Remember the fracas surrounding the town hall meetings on health care? The founders of The Village Square do. Their efforts to bring together diametrically opposed ideological groups has earned a $72,000 slice of $24 million offered through the Knight Foundation’s Community Information Challenge. The money will be used to support programs that help concerned individuals follow Albert Einstein’s charge: “To the village square we must carry the facts … from there must come America’s voice.” Read all »
The Community Foundation of North Florida, partnering with the local Village Square, recently received a $72,000 challenge grant to go toward renewing the dialogue regarding community issues. “The whole idea is to bring people together that don’t agree politically and bridge the partisan divide,” said Liz Joyner, executive director of the Village Square. The Knight Community Information Challenge is a highly-competitive national competition that chooses only 24 winners every year. The premise of the competition Read all »
Tallahassee, Fla., – The Community Foundation of North Florida, in partnership with The Village Square, recently received a $72,000 challenge grant to revitalize the dialogue among the city’s diverse residents around community issues. The project entitled “We the People” will create a 21st Century virtual and face-to-face public square by offering unique town hall forums, in addition to constructive online engagement through a community problem-solving Wiki. The project’s goal is to renew Read all »
One night last week, I was inspired, however, by a small group of people who are trying to restore civility in public conversation – and therefore help us make better progress in solving our problems. Our big three, the economy, health care, war, are all stymied now by vast differences of opinion and approach – and high levels of mistrust – of each other’s ideas on how to move forward.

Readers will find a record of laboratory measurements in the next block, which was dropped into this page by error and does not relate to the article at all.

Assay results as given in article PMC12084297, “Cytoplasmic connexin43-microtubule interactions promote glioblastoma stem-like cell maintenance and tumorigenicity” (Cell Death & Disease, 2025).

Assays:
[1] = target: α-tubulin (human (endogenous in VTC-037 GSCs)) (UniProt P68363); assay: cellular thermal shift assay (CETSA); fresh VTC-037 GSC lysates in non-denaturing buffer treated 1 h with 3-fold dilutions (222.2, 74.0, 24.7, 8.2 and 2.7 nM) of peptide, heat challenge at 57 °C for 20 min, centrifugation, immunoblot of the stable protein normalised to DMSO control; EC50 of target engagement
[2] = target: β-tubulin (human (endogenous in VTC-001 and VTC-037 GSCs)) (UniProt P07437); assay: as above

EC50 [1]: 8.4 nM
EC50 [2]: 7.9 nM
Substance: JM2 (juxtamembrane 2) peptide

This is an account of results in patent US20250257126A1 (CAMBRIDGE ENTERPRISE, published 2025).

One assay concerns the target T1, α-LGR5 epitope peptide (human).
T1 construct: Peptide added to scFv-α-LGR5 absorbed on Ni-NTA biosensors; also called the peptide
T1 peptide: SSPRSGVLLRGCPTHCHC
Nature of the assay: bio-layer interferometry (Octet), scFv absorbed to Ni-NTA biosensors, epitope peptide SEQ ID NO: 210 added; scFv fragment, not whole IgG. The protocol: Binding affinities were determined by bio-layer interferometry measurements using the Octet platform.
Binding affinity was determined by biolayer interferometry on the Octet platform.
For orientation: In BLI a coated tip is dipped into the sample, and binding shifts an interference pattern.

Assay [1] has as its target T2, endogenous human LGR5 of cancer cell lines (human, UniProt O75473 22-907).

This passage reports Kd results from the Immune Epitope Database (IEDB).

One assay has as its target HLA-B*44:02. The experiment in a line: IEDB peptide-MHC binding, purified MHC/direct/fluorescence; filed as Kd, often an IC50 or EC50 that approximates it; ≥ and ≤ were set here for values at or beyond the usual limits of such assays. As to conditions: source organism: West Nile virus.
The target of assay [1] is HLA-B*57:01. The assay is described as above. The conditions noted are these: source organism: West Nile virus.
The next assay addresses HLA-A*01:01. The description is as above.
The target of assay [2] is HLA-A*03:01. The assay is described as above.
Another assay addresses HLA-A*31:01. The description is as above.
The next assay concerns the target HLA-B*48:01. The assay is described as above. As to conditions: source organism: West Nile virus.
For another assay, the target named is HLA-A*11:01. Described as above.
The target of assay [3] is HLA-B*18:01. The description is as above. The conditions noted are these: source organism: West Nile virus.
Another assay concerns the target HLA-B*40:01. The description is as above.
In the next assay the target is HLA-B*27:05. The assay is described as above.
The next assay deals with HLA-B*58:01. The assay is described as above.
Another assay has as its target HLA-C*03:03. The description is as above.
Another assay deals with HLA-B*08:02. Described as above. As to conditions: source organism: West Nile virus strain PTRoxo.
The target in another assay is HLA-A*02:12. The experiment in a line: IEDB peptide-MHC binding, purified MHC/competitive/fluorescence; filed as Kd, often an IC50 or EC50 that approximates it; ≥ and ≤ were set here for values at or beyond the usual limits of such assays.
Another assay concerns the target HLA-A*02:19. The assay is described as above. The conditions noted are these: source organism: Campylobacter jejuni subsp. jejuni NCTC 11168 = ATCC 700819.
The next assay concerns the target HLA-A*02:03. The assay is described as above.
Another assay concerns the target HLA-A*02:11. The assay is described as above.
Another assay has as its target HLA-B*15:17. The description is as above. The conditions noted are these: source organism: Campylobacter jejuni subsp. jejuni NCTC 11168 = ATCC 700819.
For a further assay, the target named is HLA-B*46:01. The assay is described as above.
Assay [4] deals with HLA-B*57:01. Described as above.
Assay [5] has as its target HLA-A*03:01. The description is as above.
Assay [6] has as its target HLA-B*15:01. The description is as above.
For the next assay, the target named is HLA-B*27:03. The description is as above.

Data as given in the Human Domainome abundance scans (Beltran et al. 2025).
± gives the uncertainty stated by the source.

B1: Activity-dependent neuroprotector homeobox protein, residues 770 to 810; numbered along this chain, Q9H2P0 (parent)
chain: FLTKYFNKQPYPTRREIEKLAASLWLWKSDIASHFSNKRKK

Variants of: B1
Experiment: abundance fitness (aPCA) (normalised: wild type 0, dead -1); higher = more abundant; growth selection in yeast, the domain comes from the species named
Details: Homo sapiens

The Village Square, an informal civic group that’s now two years old here in Tallahassee, had invited to town former Iowa Republican Congressman Jim Leach, who is now chairman of the National Endowment for the Humanities. Leach isn’t exactly a rock star on a world tour, but he is setting out to visit all 50 states on his mission of reinventing civility as a path to solving some of the above gargantuan problems.
It was just a few days before the earthquake in Haiti when The Nature Conservancy’s Andy McLeod, introducing Leach, spoke of avenues to progress. “Its saving grace is in a society that seeks to cultivate moral sensibility,” he said.
In its government institutions and among its citizens, progress can hardly occur without moral sensibility; that is, respect for each other.
This is notably lacking today with rancor that’s become business-as-usual and widely accepted. Spouting off is habit-forming – if even the loudest spouters realize it’s not very helpful.